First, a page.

Madame Bovary, in short, is about a beautiful woman trying to escape her mundane life by indulging in materialistic things, and having adulterous affairs. It is a social commentary on the bourgeois, and a satire on romantic literature.
Emma Bovary is presented as a beautiful and intelligent woman whose mind has been corrupted by reading too many romance novels. She is characterized as someone that constantly indulges her every whim. and to absolve her sins, she turns to religion, or full out devotion to her foolish husband. She lives life expecting high society and romantic escapades, it's almost hilarious how deluded she is. And yet, I find Flaubert's commentary on indulgence and romanticism as relevant today as it was in his time. Instead of Emma's romantic literature, we have "MTV cribs", reality TV, and dozens of magazines on how to attain the perfect life, perfect car, perfect body.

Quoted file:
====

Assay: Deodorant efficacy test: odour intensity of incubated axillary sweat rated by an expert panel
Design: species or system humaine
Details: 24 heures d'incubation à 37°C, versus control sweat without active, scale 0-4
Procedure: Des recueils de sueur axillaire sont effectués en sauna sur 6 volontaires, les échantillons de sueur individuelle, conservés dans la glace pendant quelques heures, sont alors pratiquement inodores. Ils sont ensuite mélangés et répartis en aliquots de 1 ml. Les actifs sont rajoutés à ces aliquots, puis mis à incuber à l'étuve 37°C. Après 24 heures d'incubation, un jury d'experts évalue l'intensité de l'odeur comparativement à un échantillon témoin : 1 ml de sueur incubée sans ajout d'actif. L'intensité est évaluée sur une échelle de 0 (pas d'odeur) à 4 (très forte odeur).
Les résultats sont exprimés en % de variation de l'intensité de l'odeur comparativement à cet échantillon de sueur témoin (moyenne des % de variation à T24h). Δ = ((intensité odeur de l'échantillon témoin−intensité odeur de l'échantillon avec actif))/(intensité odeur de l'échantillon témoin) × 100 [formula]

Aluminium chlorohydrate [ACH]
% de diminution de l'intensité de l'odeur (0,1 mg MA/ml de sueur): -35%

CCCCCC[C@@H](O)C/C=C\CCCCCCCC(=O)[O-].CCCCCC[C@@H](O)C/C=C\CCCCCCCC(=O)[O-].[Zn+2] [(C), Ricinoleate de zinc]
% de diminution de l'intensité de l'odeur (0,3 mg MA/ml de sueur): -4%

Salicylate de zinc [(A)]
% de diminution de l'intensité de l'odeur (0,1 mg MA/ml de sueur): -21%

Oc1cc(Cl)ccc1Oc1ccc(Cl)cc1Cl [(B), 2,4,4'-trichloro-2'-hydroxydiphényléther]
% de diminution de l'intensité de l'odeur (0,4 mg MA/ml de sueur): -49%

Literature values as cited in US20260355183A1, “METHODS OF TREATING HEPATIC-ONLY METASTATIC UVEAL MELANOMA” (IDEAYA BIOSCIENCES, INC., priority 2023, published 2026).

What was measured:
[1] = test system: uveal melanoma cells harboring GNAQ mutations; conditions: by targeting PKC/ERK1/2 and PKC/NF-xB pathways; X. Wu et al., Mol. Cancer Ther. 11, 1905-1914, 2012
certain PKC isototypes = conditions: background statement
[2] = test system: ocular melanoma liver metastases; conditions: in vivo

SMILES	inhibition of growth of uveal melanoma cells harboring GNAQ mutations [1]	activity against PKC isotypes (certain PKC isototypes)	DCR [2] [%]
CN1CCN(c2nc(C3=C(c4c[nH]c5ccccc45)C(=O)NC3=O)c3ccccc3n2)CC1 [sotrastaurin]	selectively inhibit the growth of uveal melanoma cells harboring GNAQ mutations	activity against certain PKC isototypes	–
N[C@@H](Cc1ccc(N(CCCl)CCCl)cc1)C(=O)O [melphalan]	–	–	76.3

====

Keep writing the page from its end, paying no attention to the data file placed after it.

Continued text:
Flaubert also gives us a colourful set of characters. We have Charles, the foolish husband. We also have the scheming pharmacist, Homais, and his productive, intelligent wife.
I'd recommend this to everyone.Very well-written and fast paced...more
I really do owe my friend Zach an apology. He texted me after watching the BBC's most recent adaptation of Emma: "If you like Emma, then you should tI really do owe my friend Zach an apology. He texted me after watching the BBC's most recent adaptation of Emma: "If you like Emma, then you should try Vanity Fair." I kind of shrugged my shoulders and sent him an okay. My mind drifts back to the copy of the The Tin Drum which sits dog-eared, collecting dust, and yet-to-be finished on my shelf. His recommendations are usually a hit or miss, but being the bibliophile that I am, I had to go out and buy a copy.